Adiponectin, biomarkers of inflammation and changes in cardiac autonomic function: Whitehall II study

Research output: Contribution to journal/Conference contribution in journal/Contribution to newspaperJournal articleResearchpeer-review

  • Christian Stevns Hansen, Steno Diabetes Center Copenhagen, Niels Steensens Vej 2-4, 2820, Gentofte, Denmark. christian.stevns.hansen@regionh.dk., Denmark
  • Dorte Vistisen, Steno Diabetes Center Copenhagen, Niels Steensens Vej 2, DK-2820, Gentofte, Denmark. Electronic address: kristine.faerch@regionh.dk., Denmark
  • Marit Eika Jørgensen, Steno Diabetes Center Copenhagen, Niels Steensens Vej 2, DK-2820, Gentofte, Denmark. Electronic address: kristine.faerch@regionh.dk.
  • ,
  • Daniel R Witte
  • Eric J Brunner, Department of Epidemiology and Public Health, University College London, United Kingdom
  • Adam G Tabák, First Department of Medicine, Faculty of Medicine, Semmelweis University, Budapest, Hungary., Department of Epidemiology and Public Health, University College London, United Kingdom
  • Mika Kivimäki, Department of Epidemiology and Public Health, University College London, United Kingdom
  • Michael Roden, Division of Endocrinology and Diabetology, Medical Faculty, Heinrich Heine University Düsseldorf, Düsseldorf, Germany., German Center for Diabetes Research (DZD), München-Neuherberg, Germany., Institute for Clinical Diabetology, German Diabetes Center, Leibniz Center for Diabetes Research at Heinrich Heine University Düsseldorf, Düsseldorf, Germany
  • Marek Malik, National Heart and Lung Institute, Imperial College London, United Kingdom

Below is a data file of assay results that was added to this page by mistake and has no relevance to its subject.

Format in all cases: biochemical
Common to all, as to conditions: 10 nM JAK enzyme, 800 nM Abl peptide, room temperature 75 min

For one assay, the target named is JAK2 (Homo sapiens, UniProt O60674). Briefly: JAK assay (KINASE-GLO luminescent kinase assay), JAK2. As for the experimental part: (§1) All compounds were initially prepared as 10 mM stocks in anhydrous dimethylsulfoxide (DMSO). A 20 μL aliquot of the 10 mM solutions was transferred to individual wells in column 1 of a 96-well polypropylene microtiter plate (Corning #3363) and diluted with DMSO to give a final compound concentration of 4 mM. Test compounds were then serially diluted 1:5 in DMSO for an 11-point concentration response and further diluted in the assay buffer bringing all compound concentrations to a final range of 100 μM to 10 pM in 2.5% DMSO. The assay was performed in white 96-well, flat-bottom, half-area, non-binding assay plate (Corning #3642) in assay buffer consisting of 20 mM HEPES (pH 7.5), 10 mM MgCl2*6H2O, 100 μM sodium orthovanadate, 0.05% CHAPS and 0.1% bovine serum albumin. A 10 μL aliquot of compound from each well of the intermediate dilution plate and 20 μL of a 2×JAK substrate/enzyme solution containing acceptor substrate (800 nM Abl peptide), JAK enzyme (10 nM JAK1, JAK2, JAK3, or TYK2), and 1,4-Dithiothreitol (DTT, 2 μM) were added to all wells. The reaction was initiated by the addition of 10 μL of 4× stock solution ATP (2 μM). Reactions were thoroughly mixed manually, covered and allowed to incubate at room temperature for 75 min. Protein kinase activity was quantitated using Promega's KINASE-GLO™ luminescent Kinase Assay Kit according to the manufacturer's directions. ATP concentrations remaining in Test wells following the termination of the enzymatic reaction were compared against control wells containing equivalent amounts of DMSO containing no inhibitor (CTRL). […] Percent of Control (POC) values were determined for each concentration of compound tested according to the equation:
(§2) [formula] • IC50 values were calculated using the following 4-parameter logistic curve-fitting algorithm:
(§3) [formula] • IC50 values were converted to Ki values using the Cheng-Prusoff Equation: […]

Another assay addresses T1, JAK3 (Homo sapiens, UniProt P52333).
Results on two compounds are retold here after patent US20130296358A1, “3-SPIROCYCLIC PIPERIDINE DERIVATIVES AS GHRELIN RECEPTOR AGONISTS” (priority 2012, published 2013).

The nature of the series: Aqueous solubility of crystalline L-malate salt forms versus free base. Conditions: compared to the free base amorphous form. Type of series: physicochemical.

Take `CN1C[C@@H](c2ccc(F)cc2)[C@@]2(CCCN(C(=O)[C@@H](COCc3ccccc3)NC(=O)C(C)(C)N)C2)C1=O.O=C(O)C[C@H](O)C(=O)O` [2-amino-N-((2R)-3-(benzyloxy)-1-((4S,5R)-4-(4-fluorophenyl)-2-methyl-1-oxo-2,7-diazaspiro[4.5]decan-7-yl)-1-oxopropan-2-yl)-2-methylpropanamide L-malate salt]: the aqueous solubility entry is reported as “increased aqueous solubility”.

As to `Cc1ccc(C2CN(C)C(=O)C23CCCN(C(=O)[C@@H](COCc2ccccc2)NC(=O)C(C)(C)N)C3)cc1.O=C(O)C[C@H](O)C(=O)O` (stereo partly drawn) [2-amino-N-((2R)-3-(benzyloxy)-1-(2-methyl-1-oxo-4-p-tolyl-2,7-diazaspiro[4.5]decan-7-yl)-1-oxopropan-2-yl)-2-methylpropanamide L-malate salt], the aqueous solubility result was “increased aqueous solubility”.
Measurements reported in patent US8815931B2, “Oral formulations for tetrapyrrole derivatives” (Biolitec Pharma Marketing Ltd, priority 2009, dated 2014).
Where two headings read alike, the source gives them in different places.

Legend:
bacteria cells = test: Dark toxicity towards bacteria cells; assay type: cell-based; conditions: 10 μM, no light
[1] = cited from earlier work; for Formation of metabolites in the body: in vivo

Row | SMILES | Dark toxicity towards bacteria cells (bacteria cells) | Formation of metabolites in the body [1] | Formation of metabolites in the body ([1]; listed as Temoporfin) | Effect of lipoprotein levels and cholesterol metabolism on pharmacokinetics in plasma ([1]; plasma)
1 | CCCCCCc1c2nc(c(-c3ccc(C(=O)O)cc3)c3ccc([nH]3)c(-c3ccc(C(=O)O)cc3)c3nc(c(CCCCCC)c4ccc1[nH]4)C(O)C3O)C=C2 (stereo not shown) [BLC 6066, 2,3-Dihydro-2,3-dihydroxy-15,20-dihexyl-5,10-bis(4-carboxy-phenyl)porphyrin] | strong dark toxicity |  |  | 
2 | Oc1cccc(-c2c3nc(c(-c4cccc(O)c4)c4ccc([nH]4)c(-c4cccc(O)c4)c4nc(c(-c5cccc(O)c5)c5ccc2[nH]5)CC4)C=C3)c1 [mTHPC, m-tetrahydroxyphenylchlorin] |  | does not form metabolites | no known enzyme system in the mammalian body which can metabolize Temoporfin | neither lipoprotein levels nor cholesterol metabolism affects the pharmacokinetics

• Christian Herder, German Center for Diabetes Research (DZD), München-Neuherberg, Germany., Institute for Clinical Diabetology, German Diabetes Center, Leibniz Center for Diabetes Research at Heinrich Heine University Düsseldorf, Düsseldorf

BACKGROUND: Biomarkers of inflammation and adiponectin are associated with cardiovascular autonomic neuropathy (CAN) in cross-sectional studies, but prospective data are scarce. This study aimed to assess the associations of biomarkers of subclinical inflammation and adiponectin with subsequent changes in heart rate (HR) and heart rate variability (HRV) in non-diabetic and diabetic individuals.

METHODS: Data are based on up to 25,050 person-examinations for 8469 study participants of the Whitehall II cohort study. Measures of CAN included HR and several HRV indices. Associations between baseline serum levels of high-sensitivity C-reactive protein (hsCRP), interleukin (IL)-6, IL-1 receptor antagonist (IL-1Ra) and adiponectin and 5-year changes in HR and six HRV indices were estimated using mixed-effects models adjusting for age, sex, ethnicity, body mass index (BMI), metabolic covariates and medication. A modifying effect of diabetes was tested.

RESULTS: Higher levels of IL-1Ra were associated with higher increases in HR. Additional associations with measures of HRV were observed for hsCRP, IL-6 and IL-1Ra, but these associations were explained by BMI and other confounders. Associations between adiponectin, HR and HRV differed depending on diabetes status. Higher adiponectin levels were associated with more pronounced decreases in HR and increases in three measures of HRV reflecting both sympathetic and vagal activity, but these findings were limited to individuals with type 2 diabetes.

CONCLUSIONS: Higher IL-1Ra levels appeared as novel risk marker for increases in HR. Higher adiponectin levels were associated with a more favourable development of cardiovascular autonomic function in individuals with type 2 diabetes independently of multiple confounders.

Original languageEnglish
JournalCardiovascular Diabetology
Volume16
Issue1
Pages (from-to)153
Number of pages9
ISSN1475-2840
DOIs
Publication statusPublished - 1 Dec 2017

    Research areas

  • Journal Article

See relations at Aarhus University Citationformats

ID: 121292132